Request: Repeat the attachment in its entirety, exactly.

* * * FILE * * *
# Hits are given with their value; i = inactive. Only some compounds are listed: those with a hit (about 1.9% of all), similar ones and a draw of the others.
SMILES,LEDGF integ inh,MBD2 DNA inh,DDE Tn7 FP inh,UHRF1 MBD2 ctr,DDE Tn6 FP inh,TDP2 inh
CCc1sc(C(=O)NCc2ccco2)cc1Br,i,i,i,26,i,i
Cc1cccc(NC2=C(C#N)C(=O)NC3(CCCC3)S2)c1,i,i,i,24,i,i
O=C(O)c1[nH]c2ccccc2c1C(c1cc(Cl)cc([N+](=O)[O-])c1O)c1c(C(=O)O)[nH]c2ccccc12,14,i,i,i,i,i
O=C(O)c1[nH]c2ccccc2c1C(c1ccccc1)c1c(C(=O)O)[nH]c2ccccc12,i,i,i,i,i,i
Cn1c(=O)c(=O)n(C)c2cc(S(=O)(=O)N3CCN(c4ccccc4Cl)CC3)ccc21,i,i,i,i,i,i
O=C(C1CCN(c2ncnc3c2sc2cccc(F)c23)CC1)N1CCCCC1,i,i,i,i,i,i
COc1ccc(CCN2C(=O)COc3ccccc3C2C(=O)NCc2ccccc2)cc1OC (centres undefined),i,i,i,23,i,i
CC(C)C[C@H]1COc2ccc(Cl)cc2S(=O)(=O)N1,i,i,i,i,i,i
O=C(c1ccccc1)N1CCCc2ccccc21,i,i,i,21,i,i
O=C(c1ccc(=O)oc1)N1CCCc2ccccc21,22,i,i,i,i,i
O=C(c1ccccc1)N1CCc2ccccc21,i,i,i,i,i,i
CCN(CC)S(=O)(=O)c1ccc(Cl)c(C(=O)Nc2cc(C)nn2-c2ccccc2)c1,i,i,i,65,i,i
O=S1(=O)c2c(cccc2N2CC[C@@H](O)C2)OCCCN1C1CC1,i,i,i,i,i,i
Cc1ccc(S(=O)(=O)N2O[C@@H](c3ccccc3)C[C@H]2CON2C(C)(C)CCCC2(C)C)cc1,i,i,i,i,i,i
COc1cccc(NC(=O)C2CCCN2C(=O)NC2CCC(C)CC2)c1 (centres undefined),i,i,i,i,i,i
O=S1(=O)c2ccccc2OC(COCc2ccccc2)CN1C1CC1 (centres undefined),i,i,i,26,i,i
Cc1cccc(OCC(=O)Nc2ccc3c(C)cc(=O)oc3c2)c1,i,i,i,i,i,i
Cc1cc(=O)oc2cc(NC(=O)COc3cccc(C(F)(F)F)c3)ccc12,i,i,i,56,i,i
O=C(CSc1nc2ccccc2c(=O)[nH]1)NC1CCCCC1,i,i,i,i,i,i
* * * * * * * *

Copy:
# Hits are given with their value; i = inactive. Only some compounds are listed: those with a hit (about 1.9% of all), similar ones and a draw of the others.
SMILES,LEDGF integ inh,MBD2 DNA inh,DDE Tn7 FP inh,UHRF1 MBD2 ctr,DDE Tn6 FP inh,TDP2 inh
CCc1sc(C(=O)NCc2ccco2)cc1Br,i,i,i,26,i,i
Cc1cccc(NC2=C(C#N)C(=O)NC3(CCCC3)S2)c1,i,i,i,24,i,i
O=C(O)c1[nH]c2ccccc2c1C(c1cc(Cl)cc([N+](=O)[O-])c1O)c1c(C(=O)O)[nH]c2ccccc12,14,i,i,i,i,i
O=C(O)c1[nH]c2ccccc2c1C(c1ccccc1)c1c(C(=O)O)[nH]c2ccccc12,i,i,i,i,i,i
Cn1c(=O)c(=O)n(C)c2cc(S(=O)(=O)N3CCN(c4ccccc4Cl)CC3)ccc21,i,i,i,i,i,i
O=C(C1CCN(c2ncnc3c2sc2cccc(F)c23)CC1)N1CCCCC1,i,i,i,i,i,i
COc1ccc(CCN2C(=O)COc3ccccc3C2C(=O)NCc2ccccc2)cc1OC (centres undefined),i,i,i,23,i,i
CC(C)C[C@H]1COc2ccc(Cl)cc2S(=O)(=O)N1,i,i,i,i,i,i
O=C(c1ccccc1)N1CCCc2ccccc21,i,i,i,21,i,i
O=C(c1ccc(=O)oc1)N1CCCc2ccccc21,22,i,i,i,i,i
O=C(c1ccccc1)N1CCc2ccccc21,i,i,i,i,i,i
CCN(CC)S(=O)(=O)c1ccc(Cl)c(C(=O)Nc2cc(C)nn2-c2ccccc2)c1,i,i,i,65,i,i
O=S1(=O)c2c(cccc2N2CC[C@@H](O)C2)OCCCN1C1CC1,i,i,i,i,i,i
Cc1ccc(S(=O)(=O)N2O[C@@H](c3ccccc3)C[C@H]2CON2C(C)(C)CCCC2(C)C)cc1,i,i,i,i,i,i
COc1cccc(NC(=O)C2CCCN2C(=O)NC2CCC(C)CC2)c1 (centres undefined),i,i,i,i,i,i
O=S1(=O)c2ccccc2OC(COCc2ccccc2)CN1C1CC1 (centres undefined),i,i,i,26,i,i
Cc1cccc(OCC(=O)Nc2ccc3c(C)cc(=O)oc3c2)c1,i,i,i,i,i,i
Cc1cc(=O)oc2cc(NC(=O)COc3cccc(C(F)(F)F)c3)ccc12,i,i,i,56,i,i
O=C(CSc1nc2ccccc2c(=O)[nH]1)NC1CCCCC1,i,i,i,i,i,i